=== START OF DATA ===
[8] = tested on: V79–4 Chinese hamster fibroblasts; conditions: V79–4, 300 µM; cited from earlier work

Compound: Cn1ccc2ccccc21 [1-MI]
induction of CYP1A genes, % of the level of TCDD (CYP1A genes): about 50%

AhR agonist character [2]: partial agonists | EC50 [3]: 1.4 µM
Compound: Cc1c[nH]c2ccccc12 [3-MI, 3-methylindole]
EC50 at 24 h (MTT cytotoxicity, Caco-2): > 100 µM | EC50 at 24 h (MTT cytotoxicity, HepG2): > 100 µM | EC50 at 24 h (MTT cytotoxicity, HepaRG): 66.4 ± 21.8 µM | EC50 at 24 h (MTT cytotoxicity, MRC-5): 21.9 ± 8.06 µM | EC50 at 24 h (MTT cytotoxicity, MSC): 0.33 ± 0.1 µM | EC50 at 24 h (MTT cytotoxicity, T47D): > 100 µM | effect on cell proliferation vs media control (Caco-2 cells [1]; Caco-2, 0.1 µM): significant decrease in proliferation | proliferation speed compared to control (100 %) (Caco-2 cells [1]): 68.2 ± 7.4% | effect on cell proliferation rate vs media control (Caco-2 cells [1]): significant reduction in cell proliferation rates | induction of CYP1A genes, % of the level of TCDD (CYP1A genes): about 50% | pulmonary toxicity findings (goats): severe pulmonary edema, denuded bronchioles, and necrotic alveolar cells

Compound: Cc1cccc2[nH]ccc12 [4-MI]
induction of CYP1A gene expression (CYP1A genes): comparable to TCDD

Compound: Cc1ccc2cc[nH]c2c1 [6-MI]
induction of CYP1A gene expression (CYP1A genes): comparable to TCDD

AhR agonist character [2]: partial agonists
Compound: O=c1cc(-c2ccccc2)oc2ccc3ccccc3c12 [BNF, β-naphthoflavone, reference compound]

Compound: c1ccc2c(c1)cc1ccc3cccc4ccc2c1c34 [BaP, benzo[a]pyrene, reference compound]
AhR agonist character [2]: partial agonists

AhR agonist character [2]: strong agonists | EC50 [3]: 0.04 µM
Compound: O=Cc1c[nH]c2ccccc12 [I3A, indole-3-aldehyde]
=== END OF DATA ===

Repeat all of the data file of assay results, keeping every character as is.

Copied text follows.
[8] = tested on: V79–4 Chinese hamster fibroblasts; conditions: V79–4, 300 µM; cited from earlier work

Compound: Cn1ccc2ccccc21 [1-MI]
induction of CYP1A genes, % of the level of TCDD (CYP1A genes): about 50%

AhR agonist character [2]: partial agonists | EC50 [3]: 1.4 µM
Compound: Cc1c[nH]c2ccccc12 [3-MI, 3-methylindole]
EC50 at 24 h (MTT cytotoxicity, Caco-2): > 100 µM | EC50 at 24 h (MTT cytotoxicity, HepG2): > 100 µM | EC50 at 24 h (MTT cytotoxicity, HepaRG): 66.4 ± 21.8 µM | EC50 at 24 h (MTT cytotoxicity, MRC-5): 21.9 ± 8.06 µM | EC50 at 24 h (MTT cytotoxicity, MSC): 0.33 ± 0.1 µM | EC50 at 24 h (MTT cytotoxicity, T47D): > 100 µM | effect on cell proliferation vs media control (Caco-2 cells [1]; Caco-2, 0.1 µM): significant decrease in proliferation | proliferation speed compared to control (100 %) (Caco-2 cells [1]): 68.2 ± 7.4% | effect on cell proliferation rate vs media control (Caco-2 cells [1]): significant reduction in cell proliferation rates | induction of CYP1A genes, % of the level of TCDD (CYP1A genes): about 50% | pulmonary toxicity findings (goats): severe pulmonary edema, denuded bronchioles, and necrotic alveolar cells

Compound: Cc1cccc2[nH]ccc12 [4-MI]
induction of CYP1A gene expression (CYP1A genes): comparable to TCDD

Compound: Cc1ccc2cc[nH]c2c1 [6-MI]
induction of CYP1A gene expression (CYP1A genes): comparable to TCDD

AhR agonist character [2]: partial agonists
Compound: O=c1cc(-c2ccccc2)oc2ccc3ccccc3c12 [BNF, β-naphthoflavone, reference compound]

Compound: c1ccc2c(c1)cc1ccc3cccc4ccc2c1c34 [BaP, benzo[a]pyrene, reference compound]
AhR agonist character [2]: partial agonists

AhR agonist character [2]: strong agonists | EC50 [3]: 0.04 µM
Compound: O=Cc1c[nH]c2ccccc12 [I3A, indole-3-aldehyde]